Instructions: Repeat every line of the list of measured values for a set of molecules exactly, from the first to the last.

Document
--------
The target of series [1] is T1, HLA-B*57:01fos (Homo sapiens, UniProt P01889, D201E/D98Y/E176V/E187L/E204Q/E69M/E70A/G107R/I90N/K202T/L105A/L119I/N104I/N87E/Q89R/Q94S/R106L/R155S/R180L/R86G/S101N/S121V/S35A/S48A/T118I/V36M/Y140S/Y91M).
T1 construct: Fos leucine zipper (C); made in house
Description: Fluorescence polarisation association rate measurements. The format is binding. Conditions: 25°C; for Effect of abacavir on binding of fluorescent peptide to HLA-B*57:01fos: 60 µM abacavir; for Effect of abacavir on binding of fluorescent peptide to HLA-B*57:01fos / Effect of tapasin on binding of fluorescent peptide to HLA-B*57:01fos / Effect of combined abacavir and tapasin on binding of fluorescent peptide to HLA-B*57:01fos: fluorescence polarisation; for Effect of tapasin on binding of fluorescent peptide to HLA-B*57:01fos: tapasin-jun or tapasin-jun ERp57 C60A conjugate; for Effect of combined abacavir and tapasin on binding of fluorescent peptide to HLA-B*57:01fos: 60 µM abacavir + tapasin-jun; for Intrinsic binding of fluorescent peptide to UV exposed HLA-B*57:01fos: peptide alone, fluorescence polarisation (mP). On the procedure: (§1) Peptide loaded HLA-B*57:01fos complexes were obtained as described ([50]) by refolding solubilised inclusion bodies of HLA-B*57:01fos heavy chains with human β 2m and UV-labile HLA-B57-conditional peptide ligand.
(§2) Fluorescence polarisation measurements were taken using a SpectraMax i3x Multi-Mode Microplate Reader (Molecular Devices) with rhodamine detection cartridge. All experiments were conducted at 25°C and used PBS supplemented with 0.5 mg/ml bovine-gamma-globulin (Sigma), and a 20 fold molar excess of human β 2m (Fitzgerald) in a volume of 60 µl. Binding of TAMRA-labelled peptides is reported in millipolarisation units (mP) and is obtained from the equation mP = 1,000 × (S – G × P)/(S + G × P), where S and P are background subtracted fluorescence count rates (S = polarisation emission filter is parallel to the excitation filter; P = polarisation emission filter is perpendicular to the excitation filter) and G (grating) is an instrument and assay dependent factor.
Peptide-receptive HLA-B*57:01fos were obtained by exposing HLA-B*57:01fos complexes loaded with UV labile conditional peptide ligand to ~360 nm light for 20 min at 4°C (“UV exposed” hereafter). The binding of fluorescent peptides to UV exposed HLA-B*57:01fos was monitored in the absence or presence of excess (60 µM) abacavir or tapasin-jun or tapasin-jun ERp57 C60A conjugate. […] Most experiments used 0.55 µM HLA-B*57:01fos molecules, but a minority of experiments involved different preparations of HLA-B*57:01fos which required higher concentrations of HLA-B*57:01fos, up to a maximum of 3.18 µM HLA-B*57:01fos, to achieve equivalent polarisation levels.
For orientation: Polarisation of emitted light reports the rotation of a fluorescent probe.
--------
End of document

The target of series [1] is T1, HLA-B*57:01fos (Homo sapiens, UniProt P01889, D201E/D98Y/E176V/E187L/E204Q/E69M/E70A/G107R/I90N/K202T/L105A/L119I/N104I/N87E/Q89R/Q94S/R106L/R155S/R180L/R86G/S101N/S121V/S35A/S48A/T118I/V36M/Y140S/Y91M).
T1 construct: Fos leucine zipper (C); made in house
Description: Fluorescence polarisation association rate measurements. The format is binding. Conditions: 25°C; for Effect of abacavir on binding of fluorescent peptide to HLA-B*57:01fos: 60 µM abacavir; for Effect of abacavir on binding of fluorescent peptide to HLA-B*57:01fos / Effect of tapasin on binding of fluorescent peptide to HLA-B*57:01fos / Effect of combined abacavir and tapasin on binding of fluorescent peptide to HLA-B*57:01fos: fluorescence polarisation; for Effect of tapasin on binding of fluorescent peptide to HLA-B*57:01fos: tapasin-jun or tapasin-jun ERp57 C60A conjugate; for Effect of combined abacavir and tapasin on binding of fluorescent peptide to HLA-B*57:01fos: 60 µM abacavir + tapasin-jun; for Intrinsic binding of fluorescent peptide to UV exposed HLA-B*57:01fos: peptide alone, fluorescence polarisation (mP). On the procedure: (§1) Peptide loaded HLA-B*57:01fos complexes were obtained as described ([50]) by refolding solubilised inclusion bodies of HLA-B*57:01fos heavy chains with human β 2m and UV-labile HLA-B57-conditional peptide ligand.
(§2) Fluorescence polarisation measurements were taken using a SpectraMax i3x Multi-Mode Microplate Reader (Molecular Devices) with rhodamine detection cartridge. All experiments were conducted at 25°C and used PBS supplemented with 0.5 mg/ml bovine-gamma-globulin (Sigma), and a 20 fold molar excess of human β 2m (Fitzgerald) in a volume of 60 µl. Binding of TAMRA-labelled peptides is reported in millipolarisation units (mP) and is obtained from the equation mP = 1,000 × (S – G × P)/(S + G × P), where S and P are background subtracted fluorescence count rates (S = polarisation emission filter is parallel to the excitation filter; P = polarisation emission filter is perpendicular to the excitation filter) and G (grating) is an instrument and assay dependent factor.
Peptide-receptive HLA-B*57:01fos were obtained by exposing HLA-B*57:01fos complexes loaded with UV labile conditional peptide ligand to ~360 nm light for 20 min at 4°C (“UV exposed” hereafter). The binding of fluorescent peptides to UV exposed HLA-B*57:01fos was monitored in the absence or presence of excess (60 µM) abacavir or tapasin-jun or tapasin-jun ERp57 C60A conjugate. […] Most experiments used 0.55 µM HLA-B*57:01fos molecules, but a minority of experiments involved different preparations of HLA-B*57:01fos which required higher concentrations of HLA-B*57:01fos, up to a maximum of 3.18 µM HLA-B*57:01fos, to achieve equivalent polarisation levels.
For orientation: Polarisation of emitted light reports the rotation of a fluorescent probe.